Weekly kill: Grids trend lower as A$ and export outlook weighs heavily

Jon Condon, 22/03/2016

CURRENCY movement and lacklustre export markets continue to bear a considerable influence on slaughter cattle pricing, with some Queensland grassfed grids recording another 10c/kg dressed weight decline in value on Friday. Some processors have ceased offering quotes temporarily until after Easter.

As this weekly report is written, there’s an unusually wide spread in grassfed over the hooks prices evident in the Queensland market, with a full 20c/kg dressed weight difference evident between large competitors. That could change smartly however, with the higher of those currently performing margin calls Monday, Wednesday and Friday each week.

Oakey genericAgain, currency performance is having a bearing on processors’ grid offer thinking, advancing to well above US77c the night before last, before retreating to the high 75s this morning. The dollar has now risen almost US7c since its recent low-point at the end of January.

A US1c drop or rise in the value of the A$ is worth an annualised $350 million in farm export earnings, ABARES suggests.

Queensland grid offers seen this morning have heavy cows from 445c/kg to 465c/kg and grassfed four-tooth ox 490-510c. It’s easily the lowest point seen in grid pricing since a brief slump last October when cows got down to 480c briefly (14 Oct), but still represents significant processor loss on most, if not all slaughter cattle descriptions.

Those pricing trends will inevitably have an effect on supply, but the company involved in this week’s downwards adjustment said it was prepared to sit-out the current conditions with dark days at its plants, rather than chase cattle while accruing large losses.

In other market segments, grainfed 100-day cattle spot price this week is 515c, although two major grainfed processors have stopped quoting until after Easter. MSA grassfed steer for Queensland kill is quoted this week at 525-530c. Equivalent grids in northern NSW had MSA grassfed steer at 530c (GHP-free, MSA index 61+).

Plants opening, closing

With two short weeks ahead, a number of processors, both grass and grainfed have stopped issuing grids for the timebeing, content that they have the numbers on hand to occupy two upcoming four-day weeks.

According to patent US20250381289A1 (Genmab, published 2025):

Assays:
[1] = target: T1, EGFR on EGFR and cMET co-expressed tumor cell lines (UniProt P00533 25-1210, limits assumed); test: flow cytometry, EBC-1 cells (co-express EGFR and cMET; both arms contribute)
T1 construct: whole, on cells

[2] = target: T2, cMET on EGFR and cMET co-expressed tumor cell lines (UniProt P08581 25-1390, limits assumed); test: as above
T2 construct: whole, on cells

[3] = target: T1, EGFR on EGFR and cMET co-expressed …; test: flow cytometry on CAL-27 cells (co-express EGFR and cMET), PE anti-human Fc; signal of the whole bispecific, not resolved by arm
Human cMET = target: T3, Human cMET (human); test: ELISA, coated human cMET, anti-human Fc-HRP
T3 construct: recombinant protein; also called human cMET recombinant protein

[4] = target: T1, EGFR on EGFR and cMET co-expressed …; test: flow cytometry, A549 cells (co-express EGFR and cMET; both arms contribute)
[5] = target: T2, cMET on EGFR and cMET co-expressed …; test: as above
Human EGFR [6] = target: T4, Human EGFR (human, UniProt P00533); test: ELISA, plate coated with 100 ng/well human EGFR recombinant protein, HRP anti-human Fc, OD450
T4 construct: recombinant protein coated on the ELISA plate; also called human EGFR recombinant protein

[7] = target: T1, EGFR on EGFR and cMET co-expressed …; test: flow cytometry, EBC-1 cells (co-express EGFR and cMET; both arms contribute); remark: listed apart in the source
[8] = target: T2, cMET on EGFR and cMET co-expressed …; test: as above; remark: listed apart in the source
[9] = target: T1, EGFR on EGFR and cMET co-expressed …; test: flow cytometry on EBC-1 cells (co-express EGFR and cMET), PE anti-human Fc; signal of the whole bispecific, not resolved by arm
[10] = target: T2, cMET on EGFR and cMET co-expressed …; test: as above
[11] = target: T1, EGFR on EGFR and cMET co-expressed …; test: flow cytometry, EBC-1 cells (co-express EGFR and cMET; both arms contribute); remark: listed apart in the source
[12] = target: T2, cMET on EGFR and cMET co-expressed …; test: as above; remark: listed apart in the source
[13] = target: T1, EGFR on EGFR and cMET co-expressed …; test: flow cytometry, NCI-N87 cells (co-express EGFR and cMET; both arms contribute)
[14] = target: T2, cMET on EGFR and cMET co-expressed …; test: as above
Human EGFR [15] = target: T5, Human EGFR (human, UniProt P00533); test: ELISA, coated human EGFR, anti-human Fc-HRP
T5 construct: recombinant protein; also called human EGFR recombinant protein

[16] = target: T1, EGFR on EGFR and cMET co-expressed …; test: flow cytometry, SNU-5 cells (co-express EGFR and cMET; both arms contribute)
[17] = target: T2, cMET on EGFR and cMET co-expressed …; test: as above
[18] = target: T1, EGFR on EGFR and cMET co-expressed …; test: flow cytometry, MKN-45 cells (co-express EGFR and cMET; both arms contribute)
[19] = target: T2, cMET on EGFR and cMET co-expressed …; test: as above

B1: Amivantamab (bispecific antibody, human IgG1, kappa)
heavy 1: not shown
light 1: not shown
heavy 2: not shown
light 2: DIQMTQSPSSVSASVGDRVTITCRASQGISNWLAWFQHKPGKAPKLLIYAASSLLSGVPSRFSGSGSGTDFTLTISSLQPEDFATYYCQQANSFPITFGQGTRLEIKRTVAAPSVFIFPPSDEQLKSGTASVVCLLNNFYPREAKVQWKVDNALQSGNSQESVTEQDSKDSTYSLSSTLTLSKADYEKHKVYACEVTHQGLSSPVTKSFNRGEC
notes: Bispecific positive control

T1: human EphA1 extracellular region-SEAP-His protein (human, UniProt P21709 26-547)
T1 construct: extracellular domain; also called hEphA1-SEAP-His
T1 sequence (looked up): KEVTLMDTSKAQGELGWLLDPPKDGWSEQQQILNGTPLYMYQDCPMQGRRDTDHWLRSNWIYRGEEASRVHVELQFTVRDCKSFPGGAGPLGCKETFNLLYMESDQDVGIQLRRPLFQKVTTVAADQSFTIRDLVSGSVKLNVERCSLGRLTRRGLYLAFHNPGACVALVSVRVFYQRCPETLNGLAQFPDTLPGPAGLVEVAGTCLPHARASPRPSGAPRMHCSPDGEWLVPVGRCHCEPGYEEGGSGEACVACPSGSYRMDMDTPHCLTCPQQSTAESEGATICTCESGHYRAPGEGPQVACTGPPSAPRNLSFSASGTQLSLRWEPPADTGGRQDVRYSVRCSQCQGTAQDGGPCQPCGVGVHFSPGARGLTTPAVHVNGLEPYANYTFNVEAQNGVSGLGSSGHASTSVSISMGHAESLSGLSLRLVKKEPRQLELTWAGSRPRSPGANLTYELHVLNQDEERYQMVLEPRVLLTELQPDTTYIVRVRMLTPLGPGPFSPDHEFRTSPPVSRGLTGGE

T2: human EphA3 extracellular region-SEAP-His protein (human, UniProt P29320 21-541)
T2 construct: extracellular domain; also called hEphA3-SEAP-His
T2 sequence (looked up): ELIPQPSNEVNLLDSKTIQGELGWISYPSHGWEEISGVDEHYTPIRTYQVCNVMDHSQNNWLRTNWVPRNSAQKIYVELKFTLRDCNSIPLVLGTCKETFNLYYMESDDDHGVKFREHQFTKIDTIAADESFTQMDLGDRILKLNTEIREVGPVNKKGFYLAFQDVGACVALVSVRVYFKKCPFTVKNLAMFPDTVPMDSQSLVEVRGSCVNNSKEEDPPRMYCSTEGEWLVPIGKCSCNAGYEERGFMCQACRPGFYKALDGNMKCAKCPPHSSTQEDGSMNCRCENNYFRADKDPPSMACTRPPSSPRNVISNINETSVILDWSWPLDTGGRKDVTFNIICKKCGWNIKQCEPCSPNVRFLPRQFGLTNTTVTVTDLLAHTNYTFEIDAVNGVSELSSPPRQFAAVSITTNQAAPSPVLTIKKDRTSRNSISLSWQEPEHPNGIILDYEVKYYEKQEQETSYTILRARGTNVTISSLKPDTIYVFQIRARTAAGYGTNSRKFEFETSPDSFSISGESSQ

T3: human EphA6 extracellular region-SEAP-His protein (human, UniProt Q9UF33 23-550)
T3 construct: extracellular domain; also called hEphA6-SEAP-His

Expect to see a traditional surge in cattle numbers coming forward after Easter, however, as more northern cattle mustering programs activate, and conditions start to cool-off. Export processors across Queensland and NSW are still operating pretty-much ‘hand-to-mouth’ in terms of cattle supply, but most expect bookings to start to rise heading into April after the holiday period clears and people return to work.

Apart from the obvious disruptions to throughput caused by consecutive short weeks caused by Easter, kills numbers in coming weeks – certainly in Queensland – will be impacted by several other plant happenings.

Kilcoy Pastoral Co will start its three week scheduled closure after today’s kill – a routine event each year around Easter time for maintenance and any necessary plant upgrades. That will remove up to 850 head/day of heavy grainfed cattle from the Queensland weekly tally, until Kilcoy gets back to work some time around mid-April – possibly the 17th.

At the other end of the state, JBS Townsville is still on track to conduct its first kill on Wednesday, March 30, immediately after Easter. A reduced daily tally is planned, with preliminary kills of 660 head per day, but hopefully growing to full 903/day capacity as the year unfolds. Effectively, it’s likely to add an additional 3400/week to Queensland’s weekly kill numbers from April.

Eastern states numbers ease, but Qld rises

There was a general decline in rates of beef kill across eastern states last week, down 1.2pc to 141,827 head.

Queensland, easily the largest processing state, went against the trend, however, rising 3pc to 35,148 head. One simple factor behind that was the fact that JBS Dinmore, the largest beef shed in Australia, celebrated its first full week of kills for the year. Every other week since January has seen activity only three or four days per week, due to cattle supply. The return to a full week’s kill at Dinmore, alone, added an additional 3400 head to last week’s Queensland tally.

In NSW, slaughter numbers lifted 3pc last week to 35,148 head, still 20pc below kills seen this time last year. The other factor behind the rises seen in in Queensland and NSW last week may have been a little more urgency to lift numbers to build a bit of beef inventory, in the face of two holiday-shortened weeks in a row.

Victoria’s tally last week reached 23,155 head, back 18pc on the previous week and a massive 30pc decline on last year, while South Australia’s kill was also substantially down at 6644 head. Tasmania logged a weekly throughput of 3926 head, back 18pc on the previous week and 22pc down on last year.




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